Diplomat Welcomes New Challenge in China

Ambassador Clifford A. Hart entered the diplomatic corps in his early 20s. He has worked in Iraq; Taiwan; and Beijing and Guangzhou, China. He’s also been an adviser to the Navy and the White House.
Photo by Kimmie Barkley ’14

Ambassador Clifford A. Hart ’80 calls his upcoming diplomatic assignment a choice job that any China hand would aspire to.

Starting later this year, Hart will be consul general for Hong Kong and Macau. His fluency in Mandarin and Cantonese will serve him well, and so will the 30 years of State Department experience he brings to the role.

Hart is ready for whatever frustrations his new job may bring, as his most recent position proves. He is wrapping up an assignment as special envoy to the Six-Party Talks, with the challenging task of persuading North Korea to give up its nuclear weapons program.

“The talks themselves haven’t convened since ’08 for a whole bunch of reasons, most to do with North Korea’s misbehavior,” Hart said. But as special envoy since 2011, Hart has worked with China, Russia, Japan, and South Korea to further a shared interest in North Korean denuclearization.

Hart’s interest in the Foreign Service dates to his teen years. He skipped his last year of high school in Virginia Beach to enter college at 17. A year later, he transferred to Mary Washington because of its strong liberal arts offerings and its proximity to Washington, D.C.

His fellow students probably remember him as a fast talker, he said, and as “one of the few guys” on campus at the time, just six years into coeducation.

“It was very useful to be in the minority,” Hart said. It gave him a different perspective and sensitized him to women’s concerns.

After completing a bachelor’s degree in international affairs and Russian studies at Mary Washington, Hart earned a master’s degree in foreign affairs from the University of Virginia. He entered the diplomatic corps while still in his early 20s. “I barely had a pair of long trousers to my name,” he remembered.

Among his eye-opening early postings was a stint in Moscow in the waning years of the Soviet Union. Even under reform-minded Mikhail Gorbachev, the KGB played dirty with American diplomats. They’d enter the homes of vacationing Foreign Service officers and leave freezers unplugged and toilets unflushed.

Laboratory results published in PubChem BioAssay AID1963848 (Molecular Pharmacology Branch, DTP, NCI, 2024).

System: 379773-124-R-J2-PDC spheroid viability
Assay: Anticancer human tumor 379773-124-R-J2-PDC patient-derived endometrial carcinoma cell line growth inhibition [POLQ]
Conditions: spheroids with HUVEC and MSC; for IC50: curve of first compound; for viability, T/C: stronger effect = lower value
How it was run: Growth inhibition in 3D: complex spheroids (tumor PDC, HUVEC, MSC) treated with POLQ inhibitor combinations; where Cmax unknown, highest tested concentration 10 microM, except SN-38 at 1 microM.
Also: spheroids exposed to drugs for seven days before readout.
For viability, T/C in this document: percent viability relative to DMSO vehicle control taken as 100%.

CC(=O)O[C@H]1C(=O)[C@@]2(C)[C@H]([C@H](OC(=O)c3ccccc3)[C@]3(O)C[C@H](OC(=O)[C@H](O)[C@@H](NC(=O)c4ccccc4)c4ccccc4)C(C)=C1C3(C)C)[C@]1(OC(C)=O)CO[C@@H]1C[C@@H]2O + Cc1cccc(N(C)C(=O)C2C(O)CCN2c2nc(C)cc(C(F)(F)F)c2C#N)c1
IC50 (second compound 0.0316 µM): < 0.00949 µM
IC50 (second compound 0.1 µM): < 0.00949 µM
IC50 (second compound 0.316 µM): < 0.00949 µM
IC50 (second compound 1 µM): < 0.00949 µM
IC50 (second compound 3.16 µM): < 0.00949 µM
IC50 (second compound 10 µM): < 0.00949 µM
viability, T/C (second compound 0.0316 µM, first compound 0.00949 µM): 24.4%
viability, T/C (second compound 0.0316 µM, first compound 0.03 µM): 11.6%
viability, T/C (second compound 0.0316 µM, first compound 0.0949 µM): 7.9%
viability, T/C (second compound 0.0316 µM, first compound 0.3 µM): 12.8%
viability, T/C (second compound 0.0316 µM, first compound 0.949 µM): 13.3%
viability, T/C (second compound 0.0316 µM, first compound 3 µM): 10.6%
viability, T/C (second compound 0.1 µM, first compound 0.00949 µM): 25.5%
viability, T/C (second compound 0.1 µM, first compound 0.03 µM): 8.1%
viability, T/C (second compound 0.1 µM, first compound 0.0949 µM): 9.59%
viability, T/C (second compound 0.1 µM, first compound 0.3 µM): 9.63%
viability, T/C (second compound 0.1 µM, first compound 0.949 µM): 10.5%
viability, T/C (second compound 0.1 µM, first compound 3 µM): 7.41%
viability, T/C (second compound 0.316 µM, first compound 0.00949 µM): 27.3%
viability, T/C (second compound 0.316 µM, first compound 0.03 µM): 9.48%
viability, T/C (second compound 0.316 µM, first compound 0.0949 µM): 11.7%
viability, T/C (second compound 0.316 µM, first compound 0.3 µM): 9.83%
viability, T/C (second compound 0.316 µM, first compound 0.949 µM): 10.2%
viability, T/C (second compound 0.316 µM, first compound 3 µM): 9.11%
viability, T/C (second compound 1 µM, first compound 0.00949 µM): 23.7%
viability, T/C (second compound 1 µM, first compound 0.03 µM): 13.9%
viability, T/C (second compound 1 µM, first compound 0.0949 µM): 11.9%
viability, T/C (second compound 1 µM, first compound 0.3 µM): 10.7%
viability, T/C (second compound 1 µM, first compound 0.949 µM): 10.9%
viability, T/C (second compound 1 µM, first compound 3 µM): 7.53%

Hart didn’t personally experience such treatment. But like his colleagues, he had to assume he was monitored all the time – listened to and probably watched.

Other assignments have been a mix of challenge and adventure at home and abroad. He’s worked in Iraq; Taiwan; and Beijing and Guangzhou, China. He’s also been an adviser to the Navy and the White House.

Hart, who was honored in 2010 as UMW Distinguished Alumnus, visited the UMW campus this March and spoke with students. He fondly remembers his own Mary Washington years, especially his instruction from John Kramer, distinguished professor of political science and international affairs. The two remain friends.

Hart was happy to offer advice for UMW students and alumni interested in diplomatic careers.

The Foreign Service doesn’t require a particular major or academic specialty, but Hart recommends a “good, classic liberal arts” course of study, with philosophy, history, the fine arts, and more.

It’s rare to go directly from college or grad school into a diplomatic job. Most new diplomats are in their late 20s or older, Hart said. “Establish some life skills and grow up a little bit,” he advised.

As for the notoriously difficult Foreign Service Officer Test, “If you don’t pass the first time, don’t sweat it,” he said. “Take it again. It doesn’t cost anything.”